Recent research has shown that Australia’s top executives are falling short when it comes to the intercultural skills required when working with Asian markets. As a leader in intercultural training, ICC has worked with some of Australia’s biggest companies, delivering thousands of coaching sessions, workshops and briefings aimed at developing intercultural competency.
While Asia is a diverse region layered with cultural nuance, there are some common threads that connect most Asian cultures. For those who don’t know where to start, we have put together a few general points to help you to increase your intercultural capability when working with Asia.
In Asia, a lot of communication relies on understanding what is not said. Most Asian cultures such as China and Japan are ‘high-context’ or indirect cultures. This means that communication involves so much more than the words being used, but relies on body language, tone, timing and even silences.
As Australians working with Asia, we need to learn how to be more effective listeners, in order to understand the message beyond its verbal content. There is a Japanese expression that encapsulates this: reading the air. It involves taking in all the non-verbal and implicit communication cues when decoding your counterpart’s message. The Japanese say that if you can’t read the air, you’re not a very good listener.
Tip: learn how to be more comfortable with silence. Silences can be used to show respect, formulate thoughts or used strategically in negotiations.
The importance of relationships
Australia is an individualistic culture that prioritizes the task over the relationship. While Australians may enjoy getting to know their international colleagues, relationships are not always essential to getting the job done. In many Asian cultures, the reverse is true: relationships are fundamental to achieving the desired outcomes.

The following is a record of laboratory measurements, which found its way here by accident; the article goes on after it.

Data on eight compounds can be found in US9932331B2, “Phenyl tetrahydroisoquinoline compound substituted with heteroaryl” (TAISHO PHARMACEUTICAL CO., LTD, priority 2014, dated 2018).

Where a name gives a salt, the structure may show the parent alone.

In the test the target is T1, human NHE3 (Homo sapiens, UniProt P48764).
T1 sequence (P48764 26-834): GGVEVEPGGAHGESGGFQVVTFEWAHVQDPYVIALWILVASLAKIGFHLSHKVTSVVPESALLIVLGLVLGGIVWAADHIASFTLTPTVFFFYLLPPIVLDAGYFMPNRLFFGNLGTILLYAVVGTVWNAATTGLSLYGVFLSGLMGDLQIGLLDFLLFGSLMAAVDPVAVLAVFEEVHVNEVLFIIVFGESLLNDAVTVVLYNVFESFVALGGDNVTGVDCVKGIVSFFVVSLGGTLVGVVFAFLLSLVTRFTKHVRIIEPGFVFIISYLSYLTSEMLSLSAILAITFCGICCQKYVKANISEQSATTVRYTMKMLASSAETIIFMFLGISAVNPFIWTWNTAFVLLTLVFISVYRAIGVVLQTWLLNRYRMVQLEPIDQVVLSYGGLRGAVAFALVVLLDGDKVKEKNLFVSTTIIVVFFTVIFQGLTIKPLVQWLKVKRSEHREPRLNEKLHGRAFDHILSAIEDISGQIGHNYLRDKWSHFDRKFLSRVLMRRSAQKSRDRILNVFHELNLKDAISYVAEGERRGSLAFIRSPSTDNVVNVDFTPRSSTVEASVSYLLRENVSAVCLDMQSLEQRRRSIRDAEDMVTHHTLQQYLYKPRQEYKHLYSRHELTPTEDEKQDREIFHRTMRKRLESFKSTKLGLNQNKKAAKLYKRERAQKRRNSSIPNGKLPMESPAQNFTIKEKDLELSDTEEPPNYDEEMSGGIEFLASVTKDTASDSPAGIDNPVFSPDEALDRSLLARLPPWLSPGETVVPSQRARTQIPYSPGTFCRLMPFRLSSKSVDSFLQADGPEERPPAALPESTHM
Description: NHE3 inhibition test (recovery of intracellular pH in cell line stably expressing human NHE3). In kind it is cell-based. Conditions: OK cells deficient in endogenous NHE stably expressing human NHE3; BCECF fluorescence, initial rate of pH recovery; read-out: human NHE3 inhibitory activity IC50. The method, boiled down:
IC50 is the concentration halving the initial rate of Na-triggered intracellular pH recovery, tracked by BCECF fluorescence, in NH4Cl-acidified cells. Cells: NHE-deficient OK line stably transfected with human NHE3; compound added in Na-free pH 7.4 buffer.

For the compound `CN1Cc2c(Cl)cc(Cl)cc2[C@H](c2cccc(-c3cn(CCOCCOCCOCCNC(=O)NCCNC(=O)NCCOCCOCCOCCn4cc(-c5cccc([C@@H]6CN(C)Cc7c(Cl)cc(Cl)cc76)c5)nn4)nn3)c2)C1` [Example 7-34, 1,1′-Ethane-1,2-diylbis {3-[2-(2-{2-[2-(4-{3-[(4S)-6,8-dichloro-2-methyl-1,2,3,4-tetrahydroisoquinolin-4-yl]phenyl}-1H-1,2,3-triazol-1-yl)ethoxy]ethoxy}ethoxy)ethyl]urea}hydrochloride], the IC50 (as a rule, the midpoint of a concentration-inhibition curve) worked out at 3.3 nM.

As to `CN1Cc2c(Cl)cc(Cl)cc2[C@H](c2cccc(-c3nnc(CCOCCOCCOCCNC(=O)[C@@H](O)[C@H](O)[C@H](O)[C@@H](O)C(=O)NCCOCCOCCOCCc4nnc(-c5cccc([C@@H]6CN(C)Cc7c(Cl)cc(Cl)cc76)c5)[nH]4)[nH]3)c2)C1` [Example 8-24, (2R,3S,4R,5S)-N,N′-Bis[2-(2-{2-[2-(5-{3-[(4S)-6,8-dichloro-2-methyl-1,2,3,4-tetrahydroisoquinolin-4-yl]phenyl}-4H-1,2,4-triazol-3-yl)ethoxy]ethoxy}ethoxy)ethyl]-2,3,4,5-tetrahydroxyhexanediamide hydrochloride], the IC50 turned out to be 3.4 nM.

In the Philippines, relationships may be the only way to initiate business and work will often flow when both parties have demonstrated genuine effort in building rapport and developing a positive working environment. It is worth your time to find out what successful relationship-building looks like in the specific context of your business.
Tip: Spend more time that you normally would developing relationships with Asian clients or contacts. This will not be time lost.
Working with hierarchy
Australian society and more specifically its business structures are much less hierarchical than in other parts of the world. Hierarchy plays an important role in most Asian cultures, such as Indonesia or the Philippines, both within the business world and in society more broadly. In the workplace, hierarchy impacts how work is delegated, how conflict is managed and how ideas are expressed (or not).
While many of our cross-cultural interactions today take place with multinational companies, it is important to acknowledge that its employees are not always Western in their values and practices. For those raised within most Asian cultures, workplace hierarchy is the norm and respect for it is essential.
Tip: Use the chain of command to your advantage. When faced with performance issues with a counterpart or supplier, approach their supervisor rather than managing the situation yourself.
International Consultants Centre run intercultural programs for individuals, families and teams to support them to work successfully across cultures. Programs include access to online e-learning tools such as CultureConnector and focus on building participants’ country knowledge and cultural intelligence as well as providing strategies to work effectively across cultures.
If you or your clients want to learn more about cultural intelligence in the workplace, contact us at email@example.com